Fascinating overview of the link between gluten, grains and lectin sensitivity with leaky gut and auto-immunity here for you today. This article from GreenMedInfo is an excellent review of the research and ideas I based the Barrier Diet on – amongst other stuff of course – but it shows nicely why you should really remove grains and lectins like legumes if you want to heal your leaky gut and other barriers effectively.
A few really important bits I’ve pulled out for you below, but do read the full piece if you can
Everyone may get inflammation and leaky gut from eating gluten
A 2007 article in the journal GUT suggests exactly this. The authors assemble the evidence to suggest that a common (perhaps universal) inflammatory response to gluten leads to increased intestinal permeability (so called “leaky gut”) which then allows a person with susceptible genes to develop the antibody and autoimmune response we call celiac disease. In essence, they argue that everyone may experience inflammation upon the ingestion of gluten, and this inflammation may lead to a plethora of severe health problems, yet not everyone will develop celiac disease.
‘Grain’ is a ill-defined term and much broader than we think
Grain, after all, is a broad term that refers to food seeds and includes grasses and legumes among other things. Wheat, rye, barley, oats, sorghum, millet, maize, corn, soybean, rice, peanut, and most beans fall under the category of “grains.”
Gluten related disorders may result from a gluten-lectin combination problem
Grains contain molecules called lectins. For instance, wheat contains wheat germ agglutinin (WGA) and it has been proposed that celiac disease and gluten sensitivity results from a gluten-lectin combination effect. Indeed, many celiac patients also test positive for antibodies against WGA.
While lectins are prevalent in nearly all plants and animals, grains contain very high concentrations of lectins.
Lectins increase leaky gut, inflammation and auto-immunity
A number of effects may be produced, including intestinal cell dysfunction and inflammation both of which subsequently lead to increased intestinal permeability (leaky gut). Increased intestinal permeability, then, allows proteins (including lectins) that are not typically absorbed into the body to enter the intestinal veins and lymph vessels and circulate to vital organs. This is part of the mechanism which is thought to contribute to various autoimmune conditions, but other outcomes are also possible.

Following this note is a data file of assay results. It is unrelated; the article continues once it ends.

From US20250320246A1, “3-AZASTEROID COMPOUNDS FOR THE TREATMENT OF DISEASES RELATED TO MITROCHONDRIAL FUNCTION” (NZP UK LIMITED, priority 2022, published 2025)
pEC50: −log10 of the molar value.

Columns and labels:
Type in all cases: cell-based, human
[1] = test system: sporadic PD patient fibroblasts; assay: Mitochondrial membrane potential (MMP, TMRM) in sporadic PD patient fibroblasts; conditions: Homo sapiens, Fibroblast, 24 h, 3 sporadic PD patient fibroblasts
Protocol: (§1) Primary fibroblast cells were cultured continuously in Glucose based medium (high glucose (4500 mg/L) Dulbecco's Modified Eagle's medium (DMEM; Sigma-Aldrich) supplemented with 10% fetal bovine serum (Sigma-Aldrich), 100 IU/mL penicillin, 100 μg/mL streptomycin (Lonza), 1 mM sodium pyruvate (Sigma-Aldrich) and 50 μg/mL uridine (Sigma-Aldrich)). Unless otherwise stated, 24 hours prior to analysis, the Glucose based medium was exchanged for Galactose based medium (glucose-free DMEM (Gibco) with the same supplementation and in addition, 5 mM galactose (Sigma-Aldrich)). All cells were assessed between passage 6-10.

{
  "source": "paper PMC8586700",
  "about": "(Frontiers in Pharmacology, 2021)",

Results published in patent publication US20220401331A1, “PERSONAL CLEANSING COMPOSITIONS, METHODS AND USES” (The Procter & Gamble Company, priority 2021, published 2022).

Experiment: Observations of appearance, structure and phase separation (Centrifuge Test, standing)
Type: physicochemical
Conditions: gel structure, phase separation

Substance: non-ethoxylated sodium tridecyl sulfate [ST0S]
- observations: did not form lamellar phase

More reasons to be careful with lectins…
Locally, they can affect the turnover and loss of gut epithelial cells, damage the luminal membranes of the epithelium, interfere with nutrient digestion and absorption, stimulate shifts in the bacterial flora and modulate the immune state of the digestive tract. Systemically, they can disrupt lipid, carbohydrate and protein metabolism, promote enlargement and/or atrophy of key internal organs[like the pancreas and thymus] , and alter the hormonal and immunological status. At high intakes, lectins can seriously threaten the growth and health of consuming animals.
The piece then goes onto give some quite scary info about sprouted grains and why they may be even worse for us.
As I said, a fascinating read. Some of you do question why I have removed legumes and some especially barrier-harming lectins, hopefully this will give you an answer.
Ironically, as I started reading this I was chomping into a chocolate muffin. Chocolate. A bean. A legume. Therefore a lectin. Oops 😉
- Lectins worse than gluten (sott.net)